I would recommend contacting Metro and tell them what you are seeing. They can tell you if that is normal, and what is considered acceptable/usable, at least by their standards.
It depends on the percent of packets that we're errored per second. Errored packets will affect different applications to a greater degree than others.
The graph you posted is useless. An errored packets per second alarm is the way to go along with a graph of much shorter intervals(minutes). If your lucky enough to be able to send to a cmdb/splunk and have software to dig in it for root cause, you can relate a ticket/service call to the message. No ticket or complaint, then it really doesn't matter any way unless the loss is persistent.
Interesting...It's just an area (the METRO) I'm looking into.
It is our public interface to the Internet and we have users mentioning intermittent slow downs, so I was curious about these METRO 'receive' errors and if they play any part.
Do you think the Engineers Toolset 'SNMP Real-Time Graph' would be worthwhile to dive deeper into these errors? And if so, can you suggest the MIB to use?
I would drill a bit furthur down and see if the time of day the errors were recieved correspond to when your users said performance was bad.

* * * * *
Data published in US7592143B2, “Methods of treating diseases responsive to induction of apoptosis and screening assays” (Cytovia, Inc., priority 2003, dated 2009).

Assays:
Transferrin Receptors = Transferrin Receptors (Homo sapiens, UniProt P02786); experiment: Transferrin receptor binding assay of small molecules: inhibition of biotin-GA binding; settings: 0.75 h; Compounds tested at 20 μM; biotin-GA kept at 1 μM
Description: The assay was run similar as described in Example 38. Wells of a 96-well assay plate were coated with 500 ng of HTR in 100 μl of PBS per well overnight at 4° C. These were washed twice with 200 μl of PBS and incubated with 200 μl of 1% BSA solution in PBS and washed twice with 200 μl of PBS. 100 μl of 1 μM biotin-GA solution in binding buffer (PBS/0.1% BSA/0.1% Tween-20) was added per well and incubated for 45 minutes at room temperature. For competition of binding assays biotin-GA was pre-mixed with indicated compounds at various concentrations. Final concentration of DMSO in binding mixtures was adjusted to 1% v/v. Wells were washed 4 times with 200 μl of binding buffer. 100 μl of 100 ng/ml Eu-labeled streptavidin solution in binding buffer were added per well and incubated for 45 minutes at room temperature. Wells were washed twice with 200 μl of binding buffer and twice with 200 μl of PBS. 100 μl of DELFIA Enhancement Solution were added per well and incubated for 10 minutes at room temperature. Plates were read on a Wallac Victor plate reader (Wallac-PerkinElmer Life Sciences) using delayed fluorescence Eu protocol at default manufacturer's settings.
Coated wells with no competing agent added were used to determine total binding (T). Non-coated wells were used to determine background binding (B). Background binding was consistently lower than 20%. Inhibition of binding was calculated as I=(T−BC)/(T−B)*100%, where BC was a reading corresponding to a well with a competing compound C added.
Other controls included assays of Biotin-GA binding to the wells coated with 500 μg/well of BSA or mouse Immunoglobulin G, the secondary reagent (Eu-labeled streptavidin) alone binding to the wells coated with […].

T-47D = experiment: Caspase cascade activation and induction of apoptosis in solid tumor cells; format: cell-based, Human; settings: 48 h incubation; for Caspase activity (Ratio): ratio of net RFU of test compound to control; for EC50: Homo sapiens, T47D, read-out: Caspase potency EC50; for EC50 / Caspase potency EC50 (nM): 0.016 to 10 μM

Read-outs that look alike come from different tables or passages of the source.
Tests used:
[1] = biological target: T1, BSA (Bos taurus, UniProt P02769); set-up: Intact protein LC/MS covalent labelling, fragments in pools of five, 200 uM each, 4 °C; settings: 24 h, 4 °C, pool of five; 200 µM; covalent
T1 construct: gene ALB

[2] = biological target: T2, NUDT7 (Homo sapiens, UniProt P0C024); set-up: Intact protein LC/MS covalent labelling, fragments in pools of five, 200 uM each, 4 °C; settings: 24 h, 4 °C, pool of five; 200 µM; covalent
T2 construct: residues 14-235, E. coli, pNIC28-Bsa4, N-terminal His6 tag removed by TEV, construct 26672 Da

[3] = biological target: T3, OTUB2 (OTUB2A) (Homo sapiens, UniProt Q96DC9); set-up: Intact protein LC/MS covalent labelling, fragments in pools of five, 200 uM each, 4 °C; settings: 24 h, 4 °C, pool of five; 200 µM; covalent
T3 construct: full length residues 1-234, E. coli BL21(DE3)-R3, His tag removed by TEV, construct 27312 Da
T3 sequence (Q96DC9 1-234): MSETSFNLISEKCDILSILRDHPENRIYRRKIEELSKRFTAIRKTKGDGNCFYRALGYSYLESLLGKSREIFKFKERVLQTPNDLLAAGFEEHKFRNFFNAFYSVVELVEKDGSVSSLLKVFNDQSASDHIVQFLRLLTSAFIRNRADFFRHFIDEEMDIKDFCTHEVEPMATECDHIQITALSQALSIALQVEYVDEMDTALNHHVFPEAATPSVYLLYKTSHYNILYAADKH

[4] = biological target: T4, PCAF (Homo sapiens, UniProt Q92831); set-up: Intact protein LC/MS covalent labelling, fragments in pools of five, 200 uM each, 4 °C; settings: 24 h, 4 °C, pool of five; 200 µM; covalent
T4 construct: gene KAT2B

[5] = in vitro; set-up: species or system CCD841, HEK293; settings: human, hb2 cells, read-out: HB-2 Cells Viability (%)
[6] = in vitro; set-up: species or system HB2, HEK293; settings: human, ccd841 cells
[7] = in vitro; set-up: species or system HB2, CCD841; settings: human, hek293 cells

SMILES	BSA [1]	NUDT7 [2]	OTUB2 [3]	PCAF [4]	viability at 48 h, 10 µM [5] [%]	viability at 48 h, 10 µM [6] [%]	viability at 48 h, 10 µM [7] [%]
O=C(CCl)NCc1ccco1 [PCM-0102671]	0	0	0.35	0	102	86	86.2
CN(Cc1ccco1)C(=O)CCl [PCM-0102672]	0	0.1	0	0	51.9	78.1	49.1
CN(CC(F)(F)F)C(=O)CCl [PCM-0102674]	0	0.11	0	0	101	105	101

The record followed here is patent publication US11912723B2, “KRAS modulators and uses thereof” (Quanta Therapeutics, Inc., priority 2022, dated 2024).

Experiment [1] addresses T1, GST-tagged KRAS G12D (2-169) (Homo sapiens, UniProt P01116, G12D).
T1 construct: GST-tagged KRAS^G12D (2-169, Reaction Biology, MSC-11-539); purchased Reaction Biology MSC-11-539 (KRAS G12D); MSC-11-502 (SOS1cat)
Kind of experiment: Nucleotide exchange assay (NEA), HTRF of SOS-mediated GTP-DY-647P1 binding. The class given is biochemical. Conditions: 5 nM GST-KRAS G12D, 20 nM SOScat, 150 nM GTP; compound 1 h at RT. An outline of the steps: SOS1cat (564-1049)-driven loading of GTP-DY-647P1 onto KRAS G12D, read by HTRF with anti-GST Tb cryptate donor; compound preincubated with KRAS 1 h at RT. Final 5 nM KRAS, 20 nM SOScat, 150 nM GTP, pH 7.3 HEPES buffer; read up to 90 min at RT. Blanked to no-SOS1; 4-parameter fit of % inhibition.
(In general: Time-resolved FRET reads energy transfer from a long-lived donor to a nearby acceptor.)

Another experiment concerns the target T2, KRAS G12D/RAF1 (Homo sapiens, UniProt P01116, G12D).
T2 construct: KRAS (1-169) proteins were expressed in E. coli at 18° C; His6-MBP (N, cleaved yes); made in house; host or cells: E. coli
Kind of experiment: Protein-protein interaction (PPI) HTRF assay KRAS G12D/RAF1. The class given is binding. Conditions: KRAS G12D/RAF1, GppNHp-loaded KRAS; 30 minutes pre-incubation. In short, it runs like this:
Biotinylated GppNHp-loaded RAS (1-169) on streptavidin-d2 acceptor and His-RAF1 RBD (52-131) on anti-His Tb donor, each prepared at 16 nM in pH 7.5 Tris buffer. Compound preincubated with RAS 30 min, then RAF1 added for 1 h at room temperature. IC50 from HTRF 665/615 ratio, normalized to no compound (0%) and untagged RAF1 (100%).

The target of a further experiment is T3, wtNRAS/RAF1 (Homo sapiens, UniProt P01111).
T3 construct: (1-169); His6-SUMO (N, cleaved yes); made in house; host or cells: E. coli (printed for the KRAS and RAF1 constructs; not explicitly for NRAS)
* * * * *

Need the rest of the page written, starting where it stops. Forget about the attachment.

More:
If you can get them to say an exact time like 9:30 am it was slow for 30 minutes, then you may be able to correlate that to what NPM sees.
Also look to see if the errors are only bad when the users are doing one particular task.
I had users with a similar complaint that did correspond to errors I saw at the same time. Turned out it was the backup process they were running that actually created the errors I was seeing. After a couple of process changes on how they did the backups my errors went away and so did the performance complaints.
The acceptable number of errors is ZERO. I've seen a lot of errors on these Ethernet handoffs. If this was a T1/T3/OC# the error rate would be zero. Yet these telecom vendors seem to handoff very error-prone, sloppy poorly engineered "ethernet-like" port. Take a look at your ethernet stats on your servers. Unless you've got problems--they will show Zero Errors--even across months and years.
Many network professionals say low errors can be ignored--in most cases they are wrong. Unless were talking about a user port where laptops areplugged/unplugged, ethernet errors should be non-existant. Every error is a packet that was deleted. The application that is waiting for that TCP packet will wait 30,60, even 120 seconds before performing a re-transmit. Ever go to grab a web page and nothing happens... hit refresh and it instantly appears? Packet loss is a common reason for that. If you were willing to wait the 1-2 minutes for TCP re-transmission timeouts you'd have gotten the page. Is this acceptable?
Packet loss creates catastrophic decreases in throughput for the unlucky TCP stream it randomly hits. And it will randomly hit the CEO or a user you don't care about equally. I've seen duplex mismatches on server ports cause a 98% drop in backup throughput. All due to basic ethernet errors. I've seen shops with packet loss convince themselves that pings will randomly fail and you should only end Alerts that a node is down if it fails 3 or more times, because ping randomly fails. No it doesn't. That's packet loss.
Just because the level hasn't reached a point where the users are gathering the pitchforks and torches, doesn't mean it isn't degrading the quality of the network.